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The Yomiuri Shimbun

Yosuke Miura of Onigiri Asakusa Yadoroku, right, and a machine, left, make onigiri during an event at Seibu department store’s flagship outlet in Ikebukuro, Tokyo.

The Yomiuri ShimbunThis series discusses the present and future of washoku traditional Japanese cuisine. This installment features rice, an indispensable component of washoku.

Onigiri, one of the best known dishes made from rice, has evolved to reflect the features of various eras and regions. Even today, new varieties are being created.

An event at the Seibu department store’s Ikebukuro flagship outlet last November featured an onigiri master from an onigiri restaurant in Tokyo working alongside a machine. The master, Yosuke Miura, is the third-generation owner of Onigiri Asakusa Yadoroku, which opened in 1954. Miura discussed the fascinating aspects of onigiri to onlookers while deftly molding rice into triangular shapes.

“Onigiri can be made quickly,” he said, advising, “Don’t take it so seriously when you make them.”

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  • The Yomiuri Shimbun

  • Courtesy of Lawson Inc.

    Lawson Inc.’s “Akuma no Onigiri” (Devil’s onigiri)

The machine is being developed by Panasonic Corp. to boost worldwide recognition of onigiri. When enough rice for one onigiri is put into the machine, it applies an appropriate amount of pressure to gently squeeze an onigiri as a person would.

Visitors expressed their amazement, making comments such as, “Yadoroku’s onigiri are fluffy and taste good,” and, “It tastes better than expected [for an onigiri] made by a machine.”

Yadoroku is the first-ever onigiri specialist restaurant to be featured in the Michelin Guide series. Though it did not receive a coveted star from the famed publication, it was listed in “Michelin Guide Tokyo 2019” under the Bib Gourmand category, which recognizes outlets that offer excellent food at reasonable prices.

“Onigiri is [one aspect of] washoku that people overseas also can easily appreciate,” said Yusuke Nakamura, representative director of the Tokyo-based Onigiri Society. “Although traditionally made at home, it has won worldwide recognition as something to enjoy when dining out.”

Onigiri is one of the most popular rice dishes because it is convenient to carry around and easy to eat. A lump of carbonized rice grains dating back to the Yayoi period (ca 300 B.C.-ca A.D. 300) was excavated from an archaeological site in Ishikawa Prefecture and has been called “the fossil of Japan’s oldest onigiri.” Onigiri were later wrapped in sheets of nori during the Edo period (1603-1867), when seaweed was first cultivated.

Toshiyuki Masubuchi, a professor at Hosei University who has studied rice culture overseas and throughout the nation, describes onigiri as a piece of “distinctive Japanese culinary culture.”

“Although there are many countries and territories where rice is eaten, it’s rare for it to be eaten cold or with your hands,” he said.

There are also a wide range of regional variations of onigiri. According to a survey conducted last September by Yamamotoyama Co., a Tokyo-based nori production and sales firm, 68 percent of respondents from eastern Japan said they usually eat triangular onigiri. However, 57 percent of respondents from western Japan said they prefer roll-shaped onigiri, making it the most popular variety in the region.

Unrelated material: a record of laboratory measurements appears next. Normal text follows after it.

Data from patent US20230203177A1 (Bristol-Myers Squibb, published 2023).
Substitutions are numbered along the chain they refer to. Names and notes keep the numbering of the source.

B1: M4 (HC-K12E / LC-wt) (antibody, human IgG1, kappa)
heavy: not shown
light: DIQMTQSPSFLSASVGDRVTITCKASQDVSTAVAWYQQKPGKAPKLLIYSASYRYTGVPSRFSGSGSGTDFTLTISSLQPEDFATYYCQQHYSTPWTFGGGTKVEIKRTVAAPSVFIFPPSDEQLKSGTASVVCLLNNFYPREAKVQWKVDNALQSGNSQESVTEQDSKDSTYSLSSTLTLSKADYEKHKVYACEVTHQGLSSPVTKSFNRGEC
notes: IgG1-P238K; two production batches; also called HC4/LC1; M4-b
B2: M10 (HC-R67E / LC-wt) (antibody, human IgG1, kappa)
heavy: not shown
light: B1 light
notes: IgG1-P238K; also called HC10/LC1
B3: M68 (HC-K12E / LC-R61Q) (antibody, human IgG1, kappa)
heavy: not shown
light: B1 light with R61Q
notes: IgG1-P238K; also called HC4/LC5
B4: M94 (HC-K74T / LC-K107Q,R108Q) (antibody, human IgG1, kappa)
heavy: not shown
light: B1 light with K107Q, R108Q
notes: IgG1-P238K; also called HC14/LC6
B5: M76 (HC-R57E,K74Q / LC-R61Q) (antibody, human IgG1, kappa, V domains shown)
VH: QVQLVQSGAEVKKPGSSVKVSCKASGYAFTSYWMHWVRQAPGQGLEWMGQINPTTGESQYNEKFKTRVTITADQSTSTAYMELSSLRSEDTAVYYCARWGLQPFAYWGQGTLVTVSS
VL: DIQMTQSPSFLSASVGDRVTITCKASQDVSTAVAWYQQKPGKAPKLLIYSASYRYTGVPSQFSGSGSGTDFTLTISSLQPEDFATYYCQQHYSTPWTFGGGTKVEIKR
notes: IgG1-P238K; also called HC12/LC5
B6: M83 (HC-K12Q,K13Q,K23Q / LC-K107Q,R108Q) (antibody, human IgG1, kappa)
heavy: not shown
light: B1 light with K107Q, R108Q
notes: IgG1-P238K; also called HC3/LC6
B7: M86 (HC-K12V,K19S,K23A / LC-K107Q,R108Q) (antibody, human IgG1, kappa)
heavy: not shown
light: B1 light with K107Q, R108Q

When it comes to wrapping, toasted nori is overwhelmingly favored in eastern Japan at 91 percent, while 62 percent of respondents from western Japan prefer seasoned nori.

“Triangular-shaped onigiri have become the leading variation in recent years due to the influence of nationwide convenience store chains,” Masubuchi said.

Seven-Eleven Japan Co. became the nation’s first convenience store operator to sell onigiri products in 1978. “They’ve really caught on, and are now something you buy rather than make at home,” Masubuchi added.

At the same time, many new homemade recipes have drawn attention, mainly on social media. Such recipes tend to emphasize simplicity and appearance, including “onigirazu” rice sandwiches, in which rice and fillings are simply wrapped with nori, and “stick onigiri,” in which rice and fillings are molded into narrow rolls using plastic wrap.

“There’s no one way to make onigiri. All you need is rice — you don’t even need nori, and you can add whatever fillings you like,” said Nakamura of the Onigiri Society. “If you combine your favorite fillings, you can discover the joys of onigiri, as their variations are limitless.”

Sales up at convenience stores

While overall rice consumption has declined, sales of onigiri products have been on the rise at convenience stores and other outlets. According to the Internal Affairs and Communications Ministry’s family income and expenditure survey, annual per capita spending on onigiri products rose from ¥1,016 (about $9 at current exchange rates) in 2000 to ¥1,401 in 2016, up roughly 40 percent.

One popular product at Seven-Eleven is “tuna-mayo” onigiri, which is filled with a mixture of mayonnaise and tuna or bonito marinated in oil. Since the company released the product in 1983, tuna-mayo onigiri has become a convenience store mainstay, with other convenience store operators following suit.

Lawson Inc.’s “Akuma no Onigiri” (Devil’s onigiri), which was released last year, has become a big hit. The product is based on rice cooked in dashi and mixed with tempura flakes and other ingredients. The product name derives from the expression “devilishly delicious.”

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